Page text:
3. Birakti    (pestering)

4. Paramartha (ultimate truth)

5. Shringar    (love)

6. Batchyalya (innocence )

7. Leela (divine illusion)

 

Pada (lyrics) : Pada literally derives the text or lyrics. It means that the songs, where the Pada’s are composed and designed in a specific and clear pattern are known as Dhrupadi Sangeet (classical music). All the Borgeets are highly reputed text with various Rasa.

 

Bhava:- Borgeet basically creates Bhakti Bhava (feeling of devotion). It leads to Bhakti Marga. Srimanta Sankaradeva created Borgeet to propagate Eka Sharana Nama Dharma. In all the Borgeets the hero is Lord Krishna, the Eka Deva of the Vaisnavas.

 

Let us now discuss the technique of performing Borgeet. To perform a Borgeet, the following stages have to be followed with three different tempos. It is popularly known as Khol Prasanga, as the main instrument for maintaining Taal is Khol, which is used in Borgeet.

 

The first step is Udgrah or Raga Talani. It starts with Hari Dhvani (chanting Lord’s name) ‘O-Hari-O-Ram’. In this part Bayans (Khol player) play the Guru Ghat that is some part of Taal in the honour of Gurujana. Then the Jurani (initial part of Raga alap); the Stovakshars like Krishna, Sankara, Hari, Rama, aa, ta, na, re etc are used to  elaborate the Rag Alap. It is also called Tenak.

 

Bhujanga:- It is the part of Tenak. Here,” Hari a..he..,”,”a..he… ram”, “aare ..he ..Ram” etc  group of words are used to create a devotional mood. It is the unique part of Borgeet singing.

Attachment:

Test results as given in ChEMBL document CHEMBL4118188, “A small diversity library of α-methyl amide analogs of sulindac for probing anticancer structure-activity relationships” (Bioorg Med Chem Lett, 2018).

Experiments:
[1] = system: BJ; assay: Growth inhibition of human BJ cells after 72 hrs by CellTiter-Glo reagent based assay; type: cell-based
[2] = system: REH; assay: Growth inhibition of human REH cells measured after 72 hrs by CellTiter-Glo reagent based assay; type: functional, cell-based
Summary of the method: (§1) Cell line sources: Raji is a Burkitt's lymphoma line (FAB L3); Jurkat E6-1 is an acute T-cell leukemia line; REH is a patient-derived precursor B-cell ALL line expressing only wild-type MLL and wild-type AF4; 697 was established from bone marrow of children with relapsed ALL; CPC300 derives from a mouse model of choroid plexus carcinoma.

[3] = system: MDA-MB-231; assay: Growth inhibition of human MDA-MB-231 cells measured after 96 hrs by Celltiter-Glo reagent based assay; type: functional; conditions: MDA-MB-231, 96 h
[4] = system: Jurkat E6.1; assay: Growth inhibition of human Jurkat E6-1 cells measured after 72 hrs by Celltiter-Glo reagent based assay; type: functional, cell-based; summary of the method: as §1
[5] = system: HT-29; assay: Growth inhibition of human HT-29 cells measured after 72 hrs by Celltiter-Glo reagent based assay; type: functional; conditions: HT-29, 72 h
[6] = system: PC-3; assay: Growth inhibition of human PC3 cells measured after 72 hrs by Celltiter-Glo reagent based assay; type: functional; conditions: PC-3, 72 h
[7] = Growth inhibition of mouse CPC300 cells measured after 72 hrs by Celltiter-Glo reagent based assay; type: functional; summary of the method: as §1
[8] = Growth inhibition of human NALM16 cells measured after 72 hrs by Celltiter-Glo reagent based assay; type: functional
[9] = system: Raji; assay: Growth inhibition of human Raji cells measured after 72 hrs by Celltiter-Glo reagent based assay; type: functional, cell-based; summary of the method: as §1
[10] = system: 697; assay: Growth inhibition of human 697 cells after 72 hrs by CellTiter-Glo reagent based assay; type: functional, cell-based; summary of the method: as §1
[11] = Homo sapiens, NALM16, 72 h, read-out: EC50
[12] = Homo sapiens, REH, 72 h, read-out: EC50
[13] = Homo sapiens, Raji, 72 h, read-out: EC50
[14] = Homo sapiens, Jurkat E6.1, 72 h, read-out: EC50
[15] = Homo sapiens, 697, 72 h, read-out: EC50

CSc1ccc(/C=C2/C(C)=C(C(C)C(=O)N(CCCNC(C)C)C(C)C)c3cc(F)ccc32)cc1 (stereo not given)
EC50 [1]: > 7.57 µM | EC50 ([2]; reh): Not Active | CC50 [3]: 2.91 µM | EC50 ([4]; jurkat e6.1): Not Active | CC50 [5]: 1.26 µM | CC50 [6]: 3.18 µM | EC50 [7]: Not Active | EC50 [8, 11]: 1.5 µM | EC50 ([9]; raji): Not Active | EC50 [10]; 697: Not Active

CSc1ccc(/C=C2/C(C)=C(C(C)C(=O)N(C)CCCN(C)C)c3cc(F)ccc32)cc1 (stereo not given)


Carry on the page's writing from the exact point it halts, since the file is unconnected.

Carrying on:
Raga vistar:- Here Uroni (ascending elaboration of notes), Ghuroni (descending from taar saptak to madhya saraj) part is recited by using stovakshar without Tala.

 

Bak-alap:-Dhrung (Sthayi or beginning part of the Raga) part is recited here without Tala.

 

Tala’s ghat:-Here one or two cycle of the basic Tala is played before starting of the Raga.

 

Pada:-Songs/hymns are recited here with Tala. It starts with Dhrung part and followed by Pada (antara or follower stanzas ).Pada part is combined with verity of Talas with madhya and druta laya. It ends with ”eka tal” or “khorman tal”.

 

Swar-sanjug:-Till now Swar sanjoga is not present in Borgeet, but the road is open for the singer to combine it without damaging the beauty or the flavor of the Raga.

 

All these six components establish the Borgeet as a highly composed classical music of Assam.  To compare Borgeet with Hindustani classical music is a meaningless task because Borgeet is 400 years older than Hindustani classical music. Now here is a question. Why the scolars had accepted 12 notes of Hindustani music. On the other hand Karnataki music is still following the 400 years old notes of Ramamatya’s time. Here Golap Mahanta explained that:

 

  1. This octave system is modern.
  2. Now it is followed by all kind of North Indian music.
  3. Many kinds of instruments are now available for it and these are very much scientific.
  4. It will make easy to compare with North Indian music.

 

 

Bibliography :

 

1. Sankari Sangeetar Adhar Grantha,  .Golap Mahanta, 1st edition, Nagaon, February 2002.

2. Borgeet Mukur, Golap Mahanta, 3rd edition, Nagaon, January 1999

3. Sankari Sangeetar Dhrupadi Baishista Aru Uchanga Shaili, Golap Mahanta , 1st edition, Nagaon, March 2011

4. Ragparisay, Harichandra Shrivastava.



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Added Dec 6 '11